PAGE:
Part 3: Extraterrestrial: The Lunar Orbiter Image Recovery Project

In Part 3 of The Invisible Photograph, see how the "techno archaeologists" of the Lunar Orbiter Image Recovery Project digitally recovered the first photographs of the moon taken by a set of unmanned space probes in the 1960s.

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Part 3: Extraterrestrial

Obsolescence is an inherent fate of all things technological. It takes the determined efforts of self-proclaimed “techno-archaeologists” to disrupt this eventual fate. This is the case with the Lunar Orbiter Image Recovery Project (LOIRP). Housed in a disused McDonalds at the NASA Ames Research Center in Mountain View, California, a small team of retired scientists and engineers used their ingenuity and elbow grease to retrieve one of the most important sets of photographs ever made.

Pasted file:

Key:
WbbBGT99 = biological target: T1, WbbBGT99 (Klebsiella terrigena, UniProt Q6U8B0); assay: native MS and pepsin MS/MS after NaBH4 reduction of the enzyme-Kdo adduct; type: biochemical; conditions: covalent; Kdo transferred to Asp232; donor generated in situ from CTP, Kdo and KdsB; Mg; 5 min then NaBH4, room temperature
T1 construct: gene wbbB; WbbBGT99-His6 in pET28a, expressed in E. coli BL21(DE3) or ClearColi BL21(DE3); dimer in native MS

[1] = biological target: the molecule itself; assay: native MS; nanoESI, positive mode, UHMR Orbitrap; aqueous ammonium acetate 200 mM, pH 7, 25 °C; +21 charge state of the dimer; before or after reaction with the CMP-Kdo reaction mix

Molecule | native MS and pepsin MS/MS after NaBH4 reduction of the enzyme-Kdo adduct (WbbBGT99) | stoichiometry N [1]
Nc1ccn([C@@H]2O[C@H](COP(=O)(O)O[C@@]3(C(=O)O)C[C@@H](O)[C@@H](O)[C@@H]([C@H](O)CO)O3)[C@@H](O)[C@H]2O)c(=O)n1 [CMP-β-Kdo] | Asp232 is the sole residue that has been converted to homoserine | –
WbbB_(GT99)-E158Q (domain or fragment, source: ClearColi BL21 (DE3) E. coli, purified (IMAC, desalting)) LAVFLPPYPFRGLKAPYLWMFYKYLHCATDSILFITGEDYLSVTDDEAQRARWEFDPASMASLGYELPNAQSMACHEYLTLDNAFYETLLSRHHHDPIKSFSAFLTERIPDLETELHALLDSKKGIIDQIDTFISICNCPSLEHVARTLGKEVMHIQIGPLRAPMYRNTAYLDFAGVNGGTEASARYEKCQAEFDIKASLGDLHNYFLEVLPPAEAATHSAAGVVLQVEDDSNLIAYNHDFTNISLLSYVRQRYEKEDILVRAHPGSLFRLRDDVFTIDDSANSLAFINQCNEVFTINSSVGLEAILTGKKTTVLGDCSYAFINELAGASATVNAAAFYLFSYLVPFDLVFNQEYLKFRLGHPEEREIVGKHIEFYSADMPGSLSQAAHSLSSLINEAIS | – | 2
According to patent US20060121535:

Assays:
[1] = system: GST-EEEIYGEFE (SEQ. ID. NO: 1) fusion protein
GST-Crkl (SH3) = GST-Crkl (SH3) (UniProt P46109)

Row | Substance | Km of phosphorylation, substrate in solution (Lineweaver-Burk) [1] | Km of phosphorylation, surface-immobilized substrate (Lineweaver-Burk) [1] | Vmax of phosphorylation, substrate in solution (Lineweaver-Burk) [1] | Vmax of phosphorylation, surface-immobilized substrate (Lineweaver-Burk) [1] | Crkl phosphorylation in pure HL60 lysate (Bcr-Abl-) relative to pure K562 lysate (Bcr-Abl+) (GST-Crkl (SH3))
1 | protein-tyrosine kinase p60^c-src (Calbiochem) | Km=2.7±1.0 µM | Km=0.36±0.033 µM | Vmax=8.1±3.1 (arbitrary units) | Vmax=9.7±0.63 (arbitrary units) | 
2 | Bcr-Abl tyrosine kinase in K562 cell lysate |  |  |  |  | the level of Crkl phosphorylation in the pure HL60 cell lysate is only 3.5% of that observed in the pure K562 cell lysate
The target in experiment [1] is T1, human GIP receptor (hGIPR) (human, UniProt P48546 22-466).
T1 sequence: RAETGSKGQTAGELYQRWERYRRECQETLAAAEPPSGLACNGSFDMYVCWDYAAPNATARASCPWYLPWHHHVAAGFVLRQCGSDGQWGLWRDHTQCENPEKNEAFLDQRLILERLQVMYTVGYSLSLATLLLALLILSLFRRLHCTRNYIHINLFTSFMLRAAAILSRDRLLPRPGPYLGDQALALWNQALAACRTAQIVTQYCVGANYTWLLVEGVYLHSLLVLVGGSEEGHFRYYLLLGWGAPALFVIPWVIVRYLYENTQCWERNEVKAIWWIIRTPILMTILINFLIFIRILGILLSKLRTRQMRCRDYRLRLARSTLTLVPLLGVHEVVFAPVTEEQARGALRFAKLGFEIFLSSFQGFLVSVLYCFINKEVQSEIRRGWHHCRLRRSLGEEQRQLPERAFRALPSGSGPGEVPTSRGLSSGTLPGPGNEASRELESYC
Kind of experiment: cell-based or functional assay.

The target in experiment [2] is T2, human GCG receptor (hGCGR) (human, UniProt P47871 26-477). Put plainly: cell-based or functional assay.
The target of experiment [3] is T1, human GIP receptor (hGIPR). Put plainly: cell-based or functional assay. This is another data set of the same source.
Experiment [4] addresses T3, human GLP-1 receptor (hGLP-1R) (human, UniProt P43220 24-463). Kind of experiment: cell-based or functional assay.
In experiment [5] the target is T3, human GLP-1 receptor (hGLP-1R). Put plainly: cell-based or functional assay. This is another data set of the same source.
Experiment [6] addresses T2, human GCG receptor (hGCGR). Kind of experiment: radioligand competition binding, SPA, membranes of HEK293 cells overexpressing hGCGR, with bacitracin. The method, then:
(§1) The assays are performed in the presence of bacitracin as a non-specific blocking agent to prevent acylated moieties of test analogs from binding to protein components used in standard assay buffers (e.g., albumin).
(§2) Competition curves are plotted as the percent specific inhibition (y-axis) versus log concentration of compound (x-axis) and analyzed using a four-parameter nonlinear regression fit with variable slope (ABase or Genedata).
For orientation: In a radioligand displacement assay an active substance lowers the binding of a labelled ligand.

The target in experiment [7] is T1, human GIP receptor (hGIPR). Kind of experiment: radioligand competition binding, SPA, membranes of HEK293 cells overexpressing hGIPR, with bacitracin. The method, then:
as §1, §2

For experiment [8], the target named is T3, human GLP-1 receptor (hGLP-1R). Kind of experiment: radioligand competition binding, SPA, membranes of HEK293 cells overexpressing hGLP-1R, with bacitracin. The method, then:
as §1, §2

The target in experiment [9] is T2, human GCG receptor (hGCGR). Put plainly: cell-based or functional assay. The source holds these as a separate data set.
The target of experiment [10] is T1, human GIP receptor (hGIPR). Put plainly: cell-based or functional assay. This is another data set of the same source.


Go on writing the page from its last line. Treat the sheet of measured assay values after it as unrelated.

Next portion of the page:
From 1966 to 1967, a time of particular historical turbulence (University of Texas shootings, protests against the Vietnam War, catastrophic earthquake in Turkey), five unmanned space probes were sent on reconnaissance missions to survey the lunar landscape, their main goal to find an appropriate landing site for the soon-to-begin Apollo program. The five Lunar Orbiter modules captured, for the first time in the history of photography, images of the lunar landscape and of…